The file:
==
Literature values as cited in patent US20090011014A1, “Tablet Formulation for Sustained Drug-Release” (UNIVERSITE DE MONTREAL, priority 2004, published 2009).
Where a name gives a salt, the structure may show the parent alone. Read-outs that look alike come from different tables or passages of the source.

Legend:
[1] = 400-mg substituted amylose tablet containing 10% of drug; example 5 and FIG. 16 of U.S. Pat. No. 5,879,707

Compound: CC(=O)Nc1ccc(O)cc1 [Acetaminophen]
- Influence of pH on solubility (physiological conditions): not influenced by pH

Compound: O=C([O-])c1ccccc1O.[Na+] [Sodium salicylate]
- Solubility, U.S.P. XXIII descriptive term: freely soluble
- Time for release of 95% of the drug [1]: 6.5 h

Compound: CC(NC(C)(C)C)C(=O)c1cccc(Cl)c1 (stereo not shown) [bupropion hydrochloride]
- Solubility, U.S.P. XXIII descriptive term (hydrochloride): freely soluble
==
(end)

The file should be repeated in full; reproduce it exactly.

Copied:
Literature values as cited in patent US20090011014A1, “Tablet Formulation for Sustained Drug-Release” (UNIVERSITE DE MONTREAL, priority 2004, published 2009).
Where a name gives a salt, the structure may show the parent alone. Read-outs that look alike come from different tables or passages of the source.

Legend:
[1] = 400-mg substituted amylose tablet containing 10% of drug; example 5 and FIG. 16 of U.S. Pat. No. 5,879,707

Compound: CC(=O)Nc1ccc(O)cc1 [Acetaminophen]
- Influence of pH on solubility (physiological conditions): not influenced by pH

Compound: O=C([O-])c1ccccc1O.[Na+] [Sodium salicylate]
- Solubility, U.S.P. XXIII descriptive term: freely soluble
- Time for release of 95% of the drug [1]: 6.5 h

Compound: CC(NC(C)(C)C)C(=O)c1cccc(Cl)c1 (stereo not shown) [bupropion hydrochloride]
- Solubility, U.S.P. XXIII descriptive term (hydrochloride): freely soluble